Blood in the Water is really the story of two men, the most apparent being that of Phillip Boudreau, the not-so-innocent victim of murder, the other being that of the book’s author, the late Silver Donald Cameron. While it certainly would not have been the author’s wish that this book would be published posthumously, it has nevertheless drawn even more attention since the active mind of this wonderful gentleman is now at rest.
I had never met Donald personally, however, we did have some brief email correspondence around his previous book, Warrior Lawyers, a couple of years back. I have a similar relationship with his wife, Marjorie Simmins, an accomplished author in her own right. It is her I can thank for ensuring I received a review copy of Donald’s final book.
Now on to the review….
“It’s just something that had to be done. It’s just a pity that it was those guys who had to do it.”Anonymous
“I don’t care what anybody says, those guys were not murderers.”Anonymous
Those are just two examples of “Island Voices” that Mr. Cameron ingeniously inserts into Blood in the Water. The island being Isle Madame (off Cape Breton Island), Mr. Cameron’s home since 1971. Emotions were various regarding Phillip Boudreau’s life and premature death at the hands of three other island men, all good honest citizens (by most accounts) that Phillip appeared to have pushed a little too far that fateful June day in 2013.
All four were fishermen, as many in the small hamlet of Petit de Grat are. Phillip was a ne’er-do-well that had a string of petty crimes (mostly theft) but could have included more serious crimes such as rape, but there was insufficient testimony against him. Phillip was the type that the community put up with, for if you got on his wrong side, he may just threaten to “burn you out” or cut your traps or slash your tires.
The Phillip situation reached a boiling point with the three fishermen on the Twin Maggies the day they came across Phillip in his small Midnight Slider boat out cutting their lobster traps in broad daylight, right under their noses. Unable to catch up with him because of being in a slower fishing boat, a rifle was produced and four shots were fired, one allegedly hitting Phillip (although the evidence proved otherwise) and one knocking out his outboard motor, leaving him a sitting duck. From then on, the Twin Maggies struck and rammed the Midnight Slider several times. Phillip’s body was never recovered.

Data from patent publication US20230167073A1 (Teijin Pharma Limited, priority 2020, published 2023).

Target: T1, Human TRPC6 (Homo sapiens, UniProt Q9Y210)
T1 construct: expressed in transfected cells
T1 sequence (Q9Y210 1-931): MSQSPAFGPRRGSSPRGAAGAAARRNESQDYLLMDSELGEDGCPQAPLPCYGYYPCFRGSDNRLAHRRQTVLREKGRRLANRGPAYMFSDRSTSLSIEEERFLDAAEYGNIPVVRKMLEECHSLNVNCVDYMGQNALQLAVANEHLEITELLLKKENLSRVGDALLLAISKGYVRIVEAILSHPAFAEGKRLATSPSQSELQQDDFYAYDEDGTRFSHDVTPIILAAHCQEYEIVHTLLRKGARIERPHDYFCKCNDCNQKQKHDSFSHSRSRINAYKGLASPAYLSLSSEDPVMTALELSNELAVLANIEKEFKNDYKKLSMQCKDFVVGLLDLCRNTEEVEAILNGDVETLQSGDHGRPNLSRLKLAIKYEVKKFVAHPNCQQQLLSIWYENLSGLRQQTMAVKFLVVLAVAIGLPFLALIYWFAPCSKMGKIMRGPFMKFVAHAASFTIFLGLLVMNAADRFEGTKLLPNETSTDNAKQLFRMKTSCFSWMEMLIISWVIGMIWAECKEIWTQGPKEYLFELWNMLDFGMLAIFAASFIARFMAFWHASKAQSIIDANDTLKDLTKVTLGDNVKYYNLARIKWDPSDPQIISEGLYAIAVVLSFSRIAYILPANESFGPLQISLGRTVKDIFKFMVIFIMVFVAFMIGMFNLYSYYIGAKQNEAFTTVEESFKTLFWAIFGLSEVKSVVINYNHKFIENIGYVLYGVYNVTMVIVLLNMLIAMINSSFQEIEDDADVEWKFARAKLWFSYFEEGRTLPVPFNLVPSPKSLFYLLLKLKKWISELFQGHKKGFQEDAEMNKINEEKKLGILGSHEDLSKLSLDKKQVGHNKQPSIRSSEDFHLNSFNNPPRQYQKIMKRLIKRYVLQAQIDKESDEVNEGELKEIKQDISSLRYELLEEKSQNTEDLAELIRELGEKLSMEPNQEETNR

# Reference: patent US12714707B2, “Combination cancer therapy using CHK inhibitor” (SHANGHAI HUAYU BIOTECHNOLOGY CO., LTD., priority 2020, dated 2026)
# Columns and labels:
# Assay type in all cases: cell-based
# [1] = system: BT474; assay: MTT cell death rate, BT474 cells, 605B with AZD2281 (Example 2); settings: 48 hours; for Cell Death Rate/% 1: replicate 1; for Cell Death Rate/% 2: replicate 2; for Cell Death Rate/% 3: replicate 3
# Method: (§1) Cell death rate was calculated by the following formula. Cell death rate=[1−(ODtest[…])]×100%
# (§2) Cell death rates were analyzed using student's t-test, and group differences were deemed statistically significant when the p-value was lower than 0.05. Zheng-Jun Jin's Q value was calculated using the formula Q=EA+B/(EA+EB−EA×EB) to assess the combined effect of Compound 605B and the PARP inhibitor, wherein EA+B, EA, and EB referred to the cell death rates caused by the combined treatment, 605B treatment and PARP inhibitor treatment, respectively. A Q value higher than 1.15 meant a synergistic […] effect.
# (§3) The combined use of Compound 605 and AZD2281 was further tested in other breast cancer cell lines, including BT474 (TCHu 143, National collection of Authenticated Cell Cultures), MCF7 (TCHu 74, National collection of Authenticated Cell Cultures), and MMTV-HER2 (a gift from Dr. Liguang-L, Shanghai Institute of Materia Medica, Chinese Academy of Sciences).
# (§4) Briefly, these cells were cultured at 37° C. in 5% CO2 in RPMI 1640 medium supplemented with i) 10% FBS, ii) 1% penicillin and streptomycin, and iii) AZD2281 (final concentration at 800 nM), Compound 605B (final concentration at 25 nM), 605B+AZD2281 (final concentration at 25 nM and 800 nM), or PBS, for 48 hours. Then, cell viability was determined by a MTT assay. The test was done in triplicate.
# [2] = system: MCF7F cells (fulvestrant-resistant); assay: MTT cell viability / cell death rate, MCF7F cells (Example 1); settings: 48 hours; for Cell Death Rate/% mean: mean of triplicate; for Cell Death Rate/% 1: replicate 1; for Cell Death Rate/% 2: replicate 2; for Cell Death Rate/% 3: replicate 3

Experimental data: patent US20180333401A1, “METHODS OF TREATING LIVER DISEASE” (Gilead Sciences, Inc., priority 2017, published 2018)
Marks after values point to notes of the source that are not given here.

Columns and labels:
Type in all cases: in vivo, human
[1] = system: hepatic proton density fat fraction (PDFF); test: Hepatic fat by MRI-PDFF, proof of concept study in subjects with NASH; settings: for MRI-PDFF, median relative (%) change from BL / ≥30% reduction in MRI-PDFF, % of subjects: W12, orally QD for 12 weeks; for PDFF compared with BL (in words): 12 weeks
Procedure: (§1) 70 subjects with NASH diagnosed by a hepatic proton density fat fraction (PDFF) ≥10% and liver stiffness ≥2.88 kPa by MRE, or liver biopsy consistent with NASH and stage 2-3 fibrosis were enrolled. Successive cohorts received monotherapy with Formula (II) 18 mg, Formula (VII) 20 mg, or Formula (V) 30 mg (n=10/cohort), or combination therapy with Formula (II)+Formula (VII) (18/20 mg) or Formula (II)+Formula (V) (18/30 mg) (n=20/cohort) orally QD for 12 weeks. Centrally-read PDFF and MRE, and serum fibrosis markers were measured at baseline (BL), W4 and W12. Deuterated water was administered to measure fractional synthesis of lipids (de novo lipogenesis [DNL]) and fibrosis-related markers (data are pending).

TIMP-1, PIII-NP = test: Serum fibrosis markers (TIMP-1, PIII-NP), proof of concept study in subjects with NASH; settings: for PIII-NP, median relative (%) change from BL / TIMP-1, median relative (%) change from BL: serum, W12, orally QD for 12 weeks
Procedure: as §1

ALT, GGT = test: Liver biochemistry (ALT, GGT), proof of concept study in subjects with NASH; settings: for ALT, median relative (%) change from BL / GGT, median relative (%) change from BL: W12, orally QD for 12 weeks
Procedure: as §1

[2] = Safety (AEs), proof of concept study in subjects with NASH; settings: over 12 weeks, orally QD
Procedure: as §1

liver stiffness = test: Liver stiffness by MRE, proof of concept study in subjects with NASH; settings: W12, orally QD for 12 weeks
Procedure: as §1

There are many stories swirling around this seemingly brief encounter, and as is true in any small community, everyone has an opinion and everyone knows everyone else. What is truly unique about the telling of this story of true crime is that it is told from one of the island’s residents, who knows the people he interviews as well as the defendants in the trial, some of the lawyers, peace officers and so on. Those he doesn’t know Mr. Cameron endeavours to get to know by talking to relatives, friends and coworkers.
“He [Silver Donald Cameron] was first and foremost a storyteller. He was a remarkably attentive listener who was so full of engagement and curiosity and interest,” she said.”He was just a very engaged human being who loved people and loved stories and loved hearing people’s stories.”Amy Cameron, Donald’s niece, in a CBC interview.
A master interviewer as well as a storyteller, Mr. Cameron’s comments and insights are both informative (especially about the Canadian judicial process) and emanate a true down to earth flavour. This is a book anyone can read without getting bogged down in legal and journalistic jargon. The author’s summing up is a superb analysis of vigilanteism, the strengths of Indigenous law and community values. A strong dose of food for thought and self-examination. Classic Silver Donald Cameron.
Some have said this is Mr. Cameron’s best work, and I’m not about to dispute that. This is an excellent book for those that enjoy true crime stories no matter where they take place or who they involve. It unfolds in an extremely logical manner, evidence of an orderly mind with good editing skills. There is an insert of black and white photographs, many from the author’s own collection.
Sadly, it is to be noted, and not without some irony, that Mr. Cameron passed away on June 1st, seven years to the day that Phillip Boudreau was murdered. If this is to be considered Silver Donald Cameron’s swan song, then it is an extraordinary one. Thank you, Donald.
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